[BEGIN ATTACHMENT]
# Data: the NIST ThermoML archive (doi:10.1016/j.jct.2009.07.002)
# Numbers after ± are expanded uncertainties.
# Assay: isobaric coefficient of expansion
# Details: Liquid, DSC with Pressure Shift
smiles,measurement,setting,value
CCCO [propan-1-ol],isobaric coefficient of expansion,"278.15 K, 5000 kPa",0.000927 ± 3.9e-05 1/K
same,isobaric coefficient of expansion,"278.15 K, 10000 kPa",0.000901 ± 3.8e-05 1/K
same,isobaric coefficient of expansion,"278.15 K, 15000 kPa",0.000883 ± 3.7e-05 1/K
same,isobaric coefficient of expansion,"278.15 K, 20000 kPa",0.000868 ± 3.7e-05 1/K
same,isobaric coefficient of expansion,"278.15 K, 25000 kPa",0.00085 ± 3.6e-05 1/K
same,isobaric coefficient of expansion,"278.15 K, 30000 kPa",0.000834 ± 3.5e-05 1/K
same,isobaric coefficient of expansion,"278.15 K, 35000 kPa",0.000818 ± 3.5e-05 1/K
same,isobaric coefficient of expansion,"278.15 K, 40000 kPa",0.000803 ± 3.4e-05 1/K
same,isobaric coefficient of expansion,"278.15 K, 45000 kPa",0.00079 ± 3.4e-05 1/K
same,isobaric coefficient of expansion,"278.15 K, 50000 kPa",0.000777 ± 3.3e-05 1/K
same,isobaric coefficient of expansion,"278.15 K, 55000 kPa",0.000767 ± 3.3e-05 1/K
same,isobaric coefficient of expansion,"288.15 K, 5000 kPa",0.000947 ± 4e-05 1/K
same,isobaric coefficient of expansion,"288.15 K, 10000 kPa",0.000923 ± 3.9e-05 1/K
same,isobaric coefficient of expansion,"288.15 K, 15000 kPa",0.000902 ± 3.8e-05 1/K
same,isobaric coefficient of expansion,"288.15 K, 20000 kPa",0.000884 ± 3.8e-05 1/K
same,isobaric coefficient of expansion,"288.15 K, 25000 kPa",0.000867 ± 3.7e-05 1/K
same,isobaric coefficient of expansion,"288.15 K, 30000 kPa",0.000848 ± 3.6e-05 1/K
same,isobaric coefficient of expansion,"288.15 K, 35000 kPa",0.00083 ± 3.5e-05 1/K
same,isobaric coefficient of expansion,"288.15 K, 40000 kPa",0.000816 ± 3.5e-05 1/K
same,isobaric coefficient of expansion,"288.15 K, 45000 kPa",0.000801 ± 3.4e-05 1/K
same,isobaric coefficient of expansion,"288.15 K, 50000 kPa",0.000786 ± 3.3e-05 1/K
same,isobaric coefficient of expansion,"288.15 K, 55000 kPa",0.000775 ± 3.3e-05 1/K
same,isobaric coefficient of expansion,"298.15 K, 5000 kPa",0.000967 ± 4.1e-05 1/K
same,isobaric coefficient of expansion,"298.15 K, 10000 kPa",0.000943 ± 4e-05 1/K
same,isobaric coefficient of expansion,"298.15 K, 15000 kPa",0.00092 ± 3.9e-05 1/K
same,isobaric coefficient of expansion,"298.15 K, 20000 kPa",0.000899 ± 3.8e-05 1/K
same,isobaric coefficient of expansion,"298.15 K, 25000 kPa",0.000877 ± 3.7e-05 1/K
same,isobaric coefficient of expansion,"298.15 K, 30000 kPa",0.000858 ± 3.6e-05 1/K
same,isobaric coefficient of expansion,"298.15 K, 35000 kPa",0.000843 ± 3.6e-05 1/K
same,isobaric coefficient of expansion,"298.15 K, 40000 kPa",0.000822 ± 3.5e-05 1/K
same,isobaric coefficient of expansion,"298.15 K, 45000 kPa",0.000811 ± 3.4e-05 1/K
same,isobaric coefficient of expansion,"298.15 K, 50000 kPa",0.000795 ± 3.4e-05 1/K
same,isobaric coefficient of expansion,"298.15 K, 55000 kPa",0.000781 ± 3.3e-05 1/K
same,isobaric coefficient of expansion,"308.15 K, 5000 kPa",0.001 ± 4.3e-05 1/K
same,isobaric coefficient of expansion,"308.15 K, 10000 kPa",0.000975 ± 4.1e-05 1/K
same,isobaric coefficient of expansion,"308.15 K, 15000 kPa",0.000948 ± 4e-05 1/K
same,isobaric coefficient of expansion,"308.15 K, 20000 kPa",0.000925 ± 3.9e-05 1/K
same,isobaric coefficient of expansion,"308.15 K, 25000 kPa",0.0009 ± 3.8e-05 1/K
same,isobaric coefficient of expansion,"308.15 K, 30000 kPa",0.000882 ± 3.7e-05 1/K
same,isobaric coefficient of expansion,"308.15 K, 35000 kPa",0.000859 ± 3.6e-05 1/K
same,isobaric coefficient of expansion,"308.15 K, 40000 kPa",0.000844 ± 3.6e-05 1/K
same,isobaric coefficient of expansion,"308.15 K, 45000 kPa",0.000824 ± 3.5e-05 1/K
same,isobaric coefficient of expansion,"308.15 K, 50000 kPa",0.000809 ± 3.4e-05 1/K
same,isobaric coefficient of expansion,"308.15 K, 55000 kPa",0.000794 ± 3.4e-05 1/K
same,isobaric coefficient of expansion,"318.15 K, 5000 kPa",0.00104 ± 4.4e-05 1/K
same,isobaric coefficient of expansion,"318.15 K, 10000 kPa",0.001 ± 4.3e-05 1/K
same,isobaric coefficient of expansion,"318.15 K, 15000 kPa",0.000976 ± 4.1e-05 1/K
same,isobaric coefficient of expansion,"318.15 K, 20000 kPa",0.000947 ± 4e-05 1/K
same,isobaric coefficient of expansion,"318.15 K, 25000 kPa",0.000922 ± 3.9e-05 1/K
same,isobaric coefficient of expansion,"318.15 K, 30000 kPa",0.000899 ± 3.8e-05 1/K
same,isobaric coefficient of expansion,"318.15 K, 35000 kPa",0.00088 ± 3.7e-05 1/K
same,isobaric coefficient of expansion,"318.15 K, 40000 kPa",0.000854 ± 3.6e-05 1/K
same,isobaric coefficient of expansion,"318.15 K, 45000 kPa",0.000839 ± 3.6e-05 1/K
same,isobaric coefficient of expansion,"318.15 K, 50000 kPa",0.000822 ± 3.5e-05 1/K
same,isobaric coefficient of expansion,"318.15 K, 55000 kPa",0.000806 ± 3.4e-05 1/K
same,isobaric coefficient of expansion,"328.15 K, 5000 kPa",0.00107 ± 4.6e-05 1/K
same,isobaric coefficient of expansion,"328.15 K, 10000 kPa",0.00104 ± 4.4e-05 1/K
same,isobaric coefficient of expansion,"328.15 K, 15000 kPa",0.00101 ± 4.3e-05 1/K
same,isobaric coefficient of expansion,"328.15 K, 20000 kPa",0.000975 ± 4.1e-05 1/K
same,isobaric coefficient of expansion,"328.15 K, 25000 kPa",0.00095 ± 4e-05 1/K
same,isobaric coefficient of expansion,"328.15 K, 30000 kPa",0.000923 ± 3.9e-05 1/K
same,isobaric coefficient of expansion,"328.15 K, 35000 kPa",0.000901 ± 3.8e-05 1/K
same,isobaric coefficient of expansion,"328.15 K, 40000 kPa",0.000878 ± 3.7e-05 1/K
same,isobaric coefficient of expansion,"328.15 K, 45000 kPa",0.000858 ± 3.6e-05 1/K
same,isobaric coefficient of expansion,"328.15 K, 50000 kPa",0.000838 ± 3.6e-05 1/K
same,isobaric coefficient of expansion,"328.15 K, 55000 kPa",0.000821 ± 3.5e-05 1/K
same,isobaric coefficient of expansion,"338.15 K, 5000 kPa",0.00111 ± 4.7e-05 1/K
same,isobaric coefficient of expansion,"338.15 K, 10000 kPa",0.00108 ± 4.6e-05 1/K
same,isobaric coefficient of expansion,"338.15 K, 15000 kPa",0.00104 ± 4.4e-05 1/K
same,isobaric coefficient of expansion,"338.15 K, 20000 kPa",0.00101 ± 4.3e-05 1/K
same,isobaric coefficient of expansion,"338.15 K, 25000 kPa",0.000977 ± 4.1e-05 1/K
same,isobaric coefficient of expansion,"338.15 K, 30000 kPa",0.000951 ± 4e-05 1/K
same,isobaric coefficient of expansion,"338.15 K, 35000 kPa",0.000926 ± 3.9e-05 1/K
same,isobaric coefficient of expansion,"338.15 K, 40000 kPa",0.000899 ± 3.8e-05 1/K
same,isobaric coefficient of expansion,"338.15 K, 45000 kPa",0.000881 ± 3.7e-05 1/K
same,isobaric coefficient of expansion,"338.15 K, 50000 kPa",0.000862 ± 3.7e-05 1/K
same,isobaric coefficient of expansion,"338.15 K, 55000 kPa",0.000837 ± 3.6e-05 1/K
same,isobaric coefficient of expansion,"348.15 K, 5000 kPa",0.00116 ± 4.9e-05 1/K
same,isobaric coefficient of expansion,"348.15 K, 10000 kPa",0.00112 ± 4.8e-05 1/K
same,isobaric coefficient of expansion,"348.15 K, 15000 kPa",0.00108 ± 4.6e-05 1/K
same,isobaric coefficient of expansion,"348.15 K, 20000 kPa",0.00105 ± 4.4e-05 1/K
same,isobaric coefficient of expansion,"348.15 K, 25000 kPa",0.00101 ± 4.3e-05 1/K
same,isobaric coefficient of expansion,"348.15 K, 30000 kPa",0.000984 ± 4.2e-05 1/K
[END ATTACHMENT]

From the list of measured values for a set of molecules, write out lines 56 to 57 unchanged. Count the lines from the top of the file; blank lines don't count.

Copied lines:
same,isobaric coefficient of expansion,"318.15 K, 35000 kPa",0.00088 ± 3.7e-05 1/K
same,isobaric coefficient of expansion,"318.15 K, 40000 kPa",0.000854 ± 3.6e-05 1/K